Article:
Driving in the dark can pose extra challenges, so stay safe with our tips.
There's no doubt that driving in the dark is more dangerous.
A Department for Transport study revealed that although only 15% of vehicle miles are clocked between 7pm and 7am, they account for almost a third of road injuries and deaths.
This is because of reduced visibility and increased difficulty in judging speed and distance.
And research from Confused.com reveals that over 2 million street lights are dimmed at night or switched off completely:
Top tips for safer night driving:
Keep windows clean to avoid increased glare and condensation.
Don’t dazzle others - dip your lights when faced with another road user.
Help drivers see you in twilight by turning your headlights on before sunset and keeping them on for an hour after sunrise.
Have your eyes checked regularly for problems which can affect your night vision.
Be aware that other road users may behave erratically, so be prepared to give them more space.
Watch out for pedestrians, especially near pubs and clubs around closing time.
Allow more time for your own journey, so you're not driving under pressure.
If you can, dim your dashboard lights and reduce reflections and avoid reducing your night vision.
The eyes have it
It's vital to have your sight checked regularly as this will show up any underlying eye problems such as glaucoma that may affect your night vision.
Never wear dark or tinted lenses for night driving.
The Institute of Advanced Motorists advises turning your headlights on before sunset and keeping them on for an hour after sunrise so it's easier for other drivers to see you in twilight.
Make sure all your exterior lights are clean and working properly and keep your interior lights turned off.
And although it's always important to make sure you can stop within the distance you can see to be clear, after dark this is especially the case.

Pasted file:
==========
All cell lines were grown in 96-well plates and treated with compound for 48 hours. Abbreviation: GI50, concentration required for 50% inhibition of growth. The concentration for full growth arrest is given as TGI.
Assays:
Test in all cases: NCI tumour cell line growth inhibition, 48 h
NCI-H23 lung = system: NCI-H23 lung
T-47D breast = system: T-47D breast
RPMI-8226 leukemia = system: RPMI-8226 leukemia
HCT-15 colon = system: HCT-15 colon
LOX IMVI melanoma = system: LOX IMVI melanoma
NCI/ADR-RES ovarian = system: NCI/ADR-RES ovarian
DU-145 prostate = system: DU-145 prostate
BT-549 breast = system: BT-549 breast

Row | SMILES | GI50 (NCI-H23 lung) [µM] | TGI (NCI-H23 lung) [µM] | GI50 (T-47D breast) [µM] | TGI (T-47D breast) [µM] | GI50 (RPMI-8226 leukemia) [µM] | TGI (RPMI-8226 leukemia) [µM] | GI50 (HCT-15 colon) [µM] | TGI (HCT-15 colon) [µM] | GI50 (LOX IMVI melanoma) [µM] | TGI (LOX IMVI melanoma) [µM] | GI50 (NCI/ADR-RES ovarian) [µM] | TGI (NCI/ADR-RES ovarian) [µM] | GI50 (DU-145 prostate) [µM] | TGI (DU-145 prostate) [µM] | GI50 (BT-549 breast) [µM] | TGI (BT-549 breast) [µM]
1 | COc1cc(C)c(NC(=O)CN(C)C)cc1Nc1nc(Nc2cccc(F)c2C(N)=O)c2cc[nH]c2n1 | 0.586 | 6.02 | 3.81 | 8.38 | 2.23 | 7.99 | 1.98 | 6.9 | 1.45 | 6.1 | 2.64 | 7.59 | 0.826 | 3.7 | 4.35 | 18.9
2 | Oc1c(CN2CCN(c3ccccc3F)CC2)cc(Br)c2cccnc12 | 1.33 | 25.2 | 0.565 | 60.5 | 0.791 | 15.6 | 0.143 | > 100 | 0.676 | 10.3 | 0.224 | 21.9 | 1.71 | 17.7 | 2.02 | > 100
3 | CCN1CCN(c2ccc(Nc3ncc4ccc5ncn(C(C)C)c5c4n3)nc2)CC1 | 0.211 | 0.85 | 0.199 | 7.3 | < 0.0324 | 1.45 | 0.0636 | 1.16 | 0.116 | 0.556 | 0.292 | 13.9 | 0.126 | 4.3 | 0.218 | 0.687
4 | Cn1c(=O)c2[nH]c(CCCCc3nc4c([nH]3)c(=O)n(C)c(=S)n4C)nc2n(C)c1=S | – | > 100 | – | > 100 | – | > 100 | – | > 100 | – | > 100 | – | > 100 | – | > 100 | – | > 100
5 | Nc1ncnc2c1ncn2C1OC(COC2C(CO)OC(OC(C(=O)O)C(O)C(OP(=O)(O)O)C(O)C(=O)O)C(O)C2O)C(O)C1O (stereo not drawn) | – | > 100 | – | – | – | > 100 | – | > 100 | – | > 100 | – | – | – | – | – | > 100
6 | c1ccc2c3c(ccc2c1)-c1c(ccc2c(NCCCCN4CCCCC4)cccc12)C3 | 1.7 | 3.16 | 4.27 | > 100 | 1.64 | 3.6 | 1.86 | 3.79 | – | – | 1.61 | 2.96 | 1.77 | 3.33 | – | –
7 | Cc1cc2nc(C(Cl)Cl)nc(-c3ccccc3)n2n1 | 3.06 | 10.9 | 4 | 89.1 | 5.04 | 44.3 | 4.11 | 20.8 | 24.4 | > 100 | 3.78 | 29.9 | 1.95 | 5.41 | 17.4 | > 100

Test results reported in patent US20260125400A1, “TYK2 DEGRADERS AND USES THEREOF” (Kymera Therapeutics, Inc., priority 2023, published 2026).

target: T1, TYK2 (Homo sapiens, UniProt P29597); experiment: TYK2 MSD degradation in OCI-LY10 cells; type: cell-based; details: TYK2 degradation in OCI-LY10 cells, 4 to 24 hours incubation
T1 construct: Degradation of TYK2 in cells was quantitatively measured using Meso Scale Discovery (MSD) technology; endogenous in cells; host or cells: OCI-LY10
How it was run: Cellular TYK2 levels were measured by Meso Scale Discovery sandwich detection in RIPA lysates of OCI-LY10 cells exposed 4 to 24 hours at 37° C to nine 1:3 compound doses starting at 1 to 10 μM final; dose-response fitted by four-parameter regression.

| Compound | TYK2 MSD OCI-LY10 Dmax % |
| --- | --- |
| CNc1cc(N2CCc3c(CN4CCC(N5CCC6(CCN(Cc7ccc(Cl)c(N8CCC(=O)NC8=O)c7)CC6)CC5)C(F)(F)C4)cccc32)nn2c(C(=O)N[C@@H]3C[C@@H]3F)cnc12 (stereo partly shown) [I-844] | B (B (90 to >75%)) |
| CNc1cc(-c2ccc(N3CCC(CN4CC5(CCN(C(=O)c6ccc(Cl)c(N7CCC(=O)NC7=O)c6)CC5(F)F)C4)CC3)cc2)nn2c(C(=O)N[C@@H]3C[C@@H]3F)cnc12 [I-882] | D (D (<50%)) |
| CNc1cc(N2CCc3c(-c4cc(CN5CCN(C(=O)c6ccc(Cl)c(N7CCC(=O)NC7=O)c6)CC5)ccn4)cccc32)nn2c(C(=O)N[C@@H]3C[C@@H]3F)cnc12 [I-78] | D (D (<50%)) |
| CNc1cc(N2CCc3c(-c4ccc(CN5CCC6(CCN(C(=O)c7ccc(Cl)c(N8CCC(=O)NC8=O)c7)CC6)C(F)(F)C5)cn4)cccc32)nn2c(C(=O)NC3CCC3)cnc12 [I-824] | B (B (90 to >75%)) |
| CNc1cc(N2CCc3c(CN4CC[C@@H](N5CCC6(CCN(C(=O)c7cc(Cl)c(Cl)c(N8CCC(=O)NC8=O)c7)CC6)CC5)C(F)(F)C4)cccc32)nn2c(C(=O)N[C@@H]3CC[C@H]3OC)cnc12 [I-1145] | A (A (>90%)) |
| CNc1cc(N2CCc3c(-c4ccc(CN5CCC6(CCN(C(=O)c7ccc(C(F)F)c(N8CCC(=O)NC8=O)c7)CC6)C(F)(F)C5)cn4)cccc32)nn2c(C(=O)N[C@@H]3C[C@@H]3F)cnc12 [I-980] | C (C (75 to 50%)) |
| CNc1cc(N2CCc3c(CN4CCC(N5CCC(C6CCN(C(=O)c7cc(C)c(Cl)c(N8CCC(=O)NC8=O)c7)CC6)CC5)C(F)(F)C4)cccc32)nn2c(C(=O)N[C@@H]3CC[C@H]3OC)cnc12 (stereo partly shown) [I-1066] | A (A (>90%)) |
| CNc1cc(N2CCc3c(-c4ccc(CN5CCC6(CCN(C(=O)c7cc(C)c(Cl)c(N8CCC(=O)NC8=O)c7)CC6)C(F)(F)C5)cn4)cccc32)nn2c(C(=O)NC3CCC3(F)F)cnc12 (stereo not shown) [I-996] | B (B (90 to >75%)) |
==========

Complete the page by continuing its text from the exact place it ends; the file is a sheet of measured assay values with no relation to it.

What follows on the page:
On rural roads, drive on full beam whenever possible but dip your lights when faced with another road user to avoid dazzling them.
“And if you're dazzled by an oncoming car then avoid looking at the headlights,' urges driving instructor Colin Baker.
“Keep your attention on the left-hand kerb and try to keep your speed steady.
Avoid driving along at 50mph, dropping to 40mph when there's oncoming traffic and then speeding up again.
It makes it very confusing for drivers travelling behind you.
It's better to aim for a speed you can maintain such as 45mph and sticking to it, even if there are times you could go faster.”
Windows on the world
Make sure your car windows are clean, inside and out. Dirty windows will increase glare from other vehicles and are more prone to steaming up.
Study the road ahead
Read the road ahead for signs of oncoming drivers – glimmers of light at the top of hills and at bends could be the headlights of other vehicles, giving you prior warning.
And watch out for pedestrians and cyclists – after dark they can be more difficult to spot, especially if they're not wearing reflective clothing.
Take regular breaks
It's always advisable to take regular breaks when driving long distances, but this is even more vital when you're driving overnight.
Stop for a rest at least every two hours and drink strong coffee to keep yourself alert.